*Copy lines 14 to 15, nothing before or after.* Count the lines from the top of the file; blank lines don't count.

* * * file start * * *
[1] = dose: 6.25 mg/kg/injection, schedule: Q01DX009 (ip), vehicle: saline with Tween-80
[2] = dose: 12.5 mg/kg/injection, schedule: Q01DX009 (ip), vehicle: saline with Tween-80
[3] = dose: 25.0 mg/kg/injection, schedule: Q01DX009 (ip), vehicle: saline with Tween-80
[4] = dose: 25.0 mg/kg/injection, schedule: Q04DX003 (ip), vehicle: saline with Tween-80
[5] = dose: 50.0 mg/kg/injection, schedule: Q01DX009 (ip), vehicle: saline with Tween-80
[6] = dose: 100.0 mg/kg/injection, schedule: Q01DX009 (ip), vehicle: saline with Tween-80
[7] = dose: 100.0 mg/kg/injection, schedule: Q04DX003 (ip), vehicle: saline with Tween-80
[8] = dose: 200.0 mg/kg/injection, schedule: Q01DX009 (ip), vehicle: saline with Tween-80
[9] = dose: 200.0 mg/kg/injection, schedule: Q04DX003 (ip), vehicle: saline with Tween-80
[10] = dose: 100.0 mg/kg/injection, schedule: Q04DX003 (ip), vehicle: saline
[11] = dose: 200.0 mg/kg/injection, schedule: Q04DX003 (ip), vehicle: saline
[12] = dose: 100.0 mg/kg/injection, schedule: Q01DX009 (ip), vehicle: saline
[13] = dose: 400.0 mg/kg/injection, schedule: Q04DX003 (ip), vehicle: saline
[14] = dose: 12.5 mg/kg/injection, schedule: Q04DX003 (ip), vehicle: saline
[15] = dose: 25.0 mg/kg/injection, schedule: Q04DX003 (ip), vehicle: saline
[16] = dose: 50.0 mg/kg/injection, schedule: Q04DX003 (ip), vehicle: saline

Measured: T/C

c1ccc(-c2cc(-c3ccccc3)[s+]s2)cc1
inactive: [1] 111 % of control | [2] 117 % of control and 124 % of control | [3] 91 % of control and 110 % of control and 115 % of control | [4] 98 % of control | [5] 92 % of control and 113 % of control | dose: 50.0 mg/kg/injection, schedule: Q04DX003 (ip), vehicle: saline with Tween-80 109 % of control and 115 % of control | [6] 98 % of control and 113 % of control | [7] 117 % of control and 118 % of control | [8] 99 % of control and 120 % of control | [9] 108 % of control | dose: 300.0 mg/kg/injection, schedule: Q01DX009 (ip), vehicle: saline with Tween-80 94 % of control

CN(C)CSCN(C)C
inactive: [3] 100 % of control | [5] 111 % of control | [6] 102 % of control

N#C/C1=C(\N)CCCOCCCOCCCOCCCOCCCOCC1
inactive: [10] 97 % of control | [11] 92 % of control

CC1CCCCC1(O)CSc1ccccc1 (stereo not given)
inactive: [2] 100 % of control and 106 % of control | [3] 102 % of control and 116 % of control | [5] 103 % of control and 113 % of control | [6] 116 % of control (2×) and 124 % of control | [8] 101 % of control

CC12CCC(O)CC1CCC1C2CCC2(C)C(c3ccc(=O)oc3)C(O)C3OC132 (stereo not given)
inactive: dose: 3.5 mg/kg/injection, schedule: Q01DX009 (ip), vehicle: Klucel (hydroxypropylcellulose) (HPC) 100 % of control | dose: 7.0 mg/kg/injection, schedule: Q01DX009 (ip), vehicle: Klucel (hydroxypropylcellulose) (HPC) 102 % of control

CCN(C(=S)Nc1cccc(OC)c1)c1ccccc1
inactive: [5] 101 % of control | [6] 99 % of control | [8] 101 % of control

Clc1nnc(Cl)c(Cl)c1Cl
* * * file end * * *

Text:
[14] = dose: 12.5 mg/kg/injection, schedule: Q04DX003 (ip), vehicle: saline
[15] = dose: 25.0 mg/kg/injection, schedule: Q04DX003 (ip), vehicle: saline